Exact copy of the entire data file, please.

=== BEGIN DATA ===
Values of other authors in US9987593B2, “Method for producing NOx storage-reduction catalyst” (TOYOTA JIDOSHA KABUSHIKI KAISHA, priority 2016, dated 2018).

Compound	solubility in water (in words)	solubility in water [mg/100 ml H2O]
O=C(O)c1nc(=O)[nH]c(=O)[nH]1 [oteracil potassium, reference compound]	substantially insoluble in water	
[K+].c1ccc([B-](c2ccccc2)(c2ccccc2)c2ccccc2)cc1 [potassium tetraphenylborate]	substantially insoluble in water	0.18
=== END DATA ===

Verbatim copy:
Values of other authors in US9987593B2, “Method for producing NOx storage-reduction catalyst” (TOYOTA JIDOSHA KABUSHIKI KAISHA, priority 2016, dated 2018).

Compound	solubility in water (in words)	solubility in water [mg/100 ml H2O]
O=C(O)c1nc(=O)[nH]c(=O)[nH]1 [oteracil potassium, reference compound]	substantially insoluble in water	
[K+].c1ccc([B-](c2ccccc2)(c2ccccc2)c2ccccc2)cc1 [potassium tetraphenylborate]	substantially insoluble in water	0.18